If you think being right is good enough—you’re wrong

Vladas Griskevicius, Carlson Foundation Endowed Chair in Marketing

You have all your facts lined up. Your spreadsheets are thorough and detailed. So why can’t you get anyone to agree with you?

No matter what you do for a living, you’ll probably reach a point in your career when you need to influence others and convince them to follow your suggestion, idea, or plan. When you were in the early stages of your career, co-workers might have deferred to you because of your experience and knowledge. But as you rise in an organization, you will almost certainly find that there comes a point when you need to rely on persuasion and social influence to get your point across and ensure that if you’re leading, others are following. 

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In every aspect of your life, social influence helps you achieve your purpose and reach your objectives. And as much as we in the business world like to think that all our decisions are completely rational, when it comes to power and influence, a thorough understanding of social psychology is key, because we’re all still human beings, no matter what our organizational status or title.

Since the principles of successful influence are the same in our personal as well as in our business lives, I like to describe its importance with an analogy we all understandthe world of romantic attachments. Let’s say you’ve met someone to whom you are attracted. You could present that person with a detailed spreadsheet that explains why you’re a good catch, predicts your long-term earning potential, and delves into the stellar quality of your genetic composition. If you did, you’d most likely never make it to a first date. I’d posit instead that a more successful approach takes into account your intended date’s mindset and includes conversation and motivators that are as persuasive as possible.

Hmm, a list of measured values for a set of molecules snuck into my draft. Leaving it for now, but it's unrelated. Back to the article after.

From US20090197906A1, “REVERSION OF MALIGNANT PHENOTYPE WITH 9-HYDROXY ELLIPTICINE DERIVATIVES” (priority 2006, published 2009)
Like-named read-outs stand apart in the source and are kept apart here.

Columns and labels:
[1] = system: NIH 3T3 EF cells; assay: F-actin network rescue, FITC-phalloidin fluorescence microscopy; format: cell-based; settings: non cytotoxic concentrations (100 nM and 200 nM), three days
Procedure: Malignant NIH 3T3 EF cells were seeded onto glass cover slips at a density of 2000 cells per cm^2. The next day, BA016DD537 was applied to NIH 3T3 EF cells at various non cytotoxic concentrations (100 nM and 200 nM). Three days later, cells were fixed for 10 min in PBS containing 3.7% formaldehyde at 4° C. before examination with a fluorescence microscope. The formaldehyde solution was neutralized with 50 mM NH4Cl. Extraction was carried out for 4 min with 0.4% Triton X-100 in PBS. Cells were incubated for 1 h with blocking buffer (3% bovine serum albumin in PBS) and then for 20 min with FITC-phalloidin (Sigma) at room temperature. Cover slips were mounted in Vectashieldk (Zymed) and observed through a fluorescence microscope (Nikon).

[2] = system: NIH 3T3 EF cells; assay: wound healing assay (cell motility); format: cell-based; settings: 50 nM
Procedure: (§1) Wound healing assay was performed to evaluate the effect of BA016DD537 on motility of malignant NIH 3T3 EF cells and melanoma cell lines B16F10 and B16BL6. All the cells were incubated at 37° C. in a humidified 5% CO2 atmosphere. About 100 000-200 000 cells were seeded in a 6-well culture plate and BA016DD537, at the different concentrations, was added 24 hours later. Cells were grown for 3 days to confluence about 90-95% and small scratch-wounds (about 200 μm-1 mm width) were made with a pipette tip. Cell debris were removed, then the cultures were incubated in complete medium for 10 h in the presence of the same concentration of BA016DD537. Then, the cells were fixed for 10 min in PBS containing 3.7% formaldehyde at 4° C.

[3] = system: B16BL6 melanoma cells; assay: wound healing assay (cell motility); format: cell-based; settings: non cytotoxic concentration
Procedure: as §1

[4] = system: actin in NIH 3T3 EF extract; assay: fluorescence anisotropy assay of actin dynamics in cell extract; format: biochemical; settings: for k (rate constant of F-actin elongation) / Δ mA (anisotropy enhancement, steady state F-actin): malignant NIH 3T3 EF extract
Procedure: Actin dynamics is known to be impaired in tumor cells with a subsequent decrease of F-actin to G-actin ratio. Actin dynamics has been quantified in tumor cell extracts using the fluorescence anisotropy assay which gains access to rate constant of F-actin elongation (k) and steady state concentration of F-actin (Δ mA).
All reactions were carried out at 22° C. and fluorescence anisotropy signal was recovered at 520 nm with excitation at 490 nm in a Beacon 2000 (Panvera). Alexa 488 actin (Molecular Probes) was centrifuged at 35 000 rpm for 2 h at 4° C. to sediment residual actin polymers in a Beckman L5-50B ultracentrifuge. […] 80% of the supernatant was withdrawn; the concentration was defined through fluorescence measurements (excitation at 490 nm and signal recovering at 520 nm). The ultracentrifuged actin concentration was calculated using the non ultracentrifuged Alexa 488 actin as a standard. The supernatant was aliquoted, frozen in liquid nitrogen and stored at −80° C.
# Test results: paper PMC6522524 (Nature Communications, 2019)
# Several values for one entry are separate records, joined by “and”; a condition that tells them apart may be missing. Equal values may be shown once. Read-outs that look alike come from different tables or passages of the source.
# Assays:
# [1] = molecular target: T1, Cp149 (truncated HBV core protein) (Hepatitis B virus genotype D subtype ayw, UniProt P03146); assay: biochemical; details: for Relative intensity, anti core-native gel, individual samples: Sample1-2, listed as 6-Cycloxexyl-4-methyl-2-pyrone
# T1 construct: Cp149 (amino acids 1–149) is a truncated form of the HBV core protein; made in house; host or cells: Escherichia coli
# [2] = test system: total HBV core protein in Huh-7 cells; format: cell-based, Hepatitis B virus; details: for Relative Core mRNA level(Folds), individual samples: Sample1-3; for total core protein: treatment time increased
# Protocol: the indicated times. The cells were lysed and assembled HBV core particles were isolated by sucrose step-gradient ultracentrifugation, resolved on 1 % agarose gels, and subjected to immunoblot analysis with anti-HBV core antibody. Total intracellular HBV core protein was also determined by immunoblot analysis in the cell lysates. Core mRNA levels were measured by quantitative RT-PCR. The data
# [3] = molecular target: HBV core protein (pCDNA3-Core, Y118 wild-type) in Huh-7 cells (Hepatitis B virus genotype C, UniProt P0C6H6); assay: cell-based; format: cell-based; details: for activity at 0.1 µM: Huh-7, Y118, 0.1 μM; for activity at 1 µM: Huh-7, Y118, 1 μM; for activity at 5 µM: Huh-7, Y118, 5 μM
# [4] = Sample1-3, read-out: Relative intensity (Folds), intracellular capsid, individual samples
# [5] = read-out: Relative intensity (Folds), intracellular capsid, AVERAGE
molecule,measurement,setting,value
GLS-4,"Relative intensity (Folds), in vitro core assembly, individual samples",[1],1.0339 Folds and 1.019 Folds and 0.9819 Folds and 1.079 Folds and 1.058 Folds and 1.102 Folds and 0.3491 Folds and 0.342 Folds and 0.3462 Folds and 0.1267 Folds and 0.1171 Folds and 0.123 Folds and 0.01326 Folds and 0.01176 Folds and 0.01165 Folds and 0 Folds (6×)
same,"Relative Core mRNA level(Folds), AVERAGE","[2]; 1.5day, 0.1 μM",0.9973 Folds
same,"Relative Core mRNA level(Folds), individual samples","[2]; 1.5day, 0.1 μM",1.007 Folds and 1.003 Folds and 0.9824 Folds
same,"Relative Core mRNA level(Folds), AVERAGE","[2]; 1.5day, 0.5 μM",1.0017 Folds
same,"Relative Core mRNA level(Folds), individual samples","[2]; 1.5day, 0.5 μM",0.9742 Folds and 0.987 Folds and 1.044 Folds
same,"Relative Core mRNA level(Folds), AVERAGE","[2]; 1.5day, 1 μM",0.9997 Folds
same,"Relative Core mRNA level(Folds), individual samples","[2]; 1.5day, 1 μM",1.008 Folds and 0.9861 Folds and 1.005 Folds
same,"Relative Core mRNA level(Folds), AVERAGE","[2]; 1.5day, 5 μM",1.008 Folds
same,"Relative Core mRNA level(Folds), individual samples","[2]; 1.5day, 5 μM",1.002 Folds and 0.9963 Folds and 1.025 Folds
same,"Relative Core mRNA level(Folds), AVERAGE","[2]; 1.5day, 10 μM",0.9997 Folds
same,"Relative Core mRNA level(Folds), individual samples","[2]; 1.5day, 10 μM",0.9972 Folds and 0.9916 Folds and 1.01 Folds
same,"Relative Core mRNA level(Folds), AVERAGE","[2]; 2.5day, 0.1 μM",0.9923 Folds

Learning how to gain and wield Power and Influence

If you want people to follow your leadership, you need to uncover why they do what they do, and what moves them to say yes to one thing and no to another. In my upcoming course, Power and Influence, we’ll take two days to focus on the science behind these universal influences.

We’ll examine core principles, such as reciprocity, authority, social proof, scarcity, liking and consistency. And we’ll discuss how putting these principles into action, and creating influence-informed game plans in advance, will greatly increase the likelihood that people will want to say yes to you more often.

Register now! Course is January 16 and 17

If you’d like to learn more, I hope you’ll consider joining us this January for a course that’s been incredibly popular in the MBA program and is now available for executives who want to increase their understanding of human psychology and begin to apply it in highly successful ways in all aspects of life.

Learn more here: https://carlsonschool.umn.edu/executive-education/courses/power-and-influence

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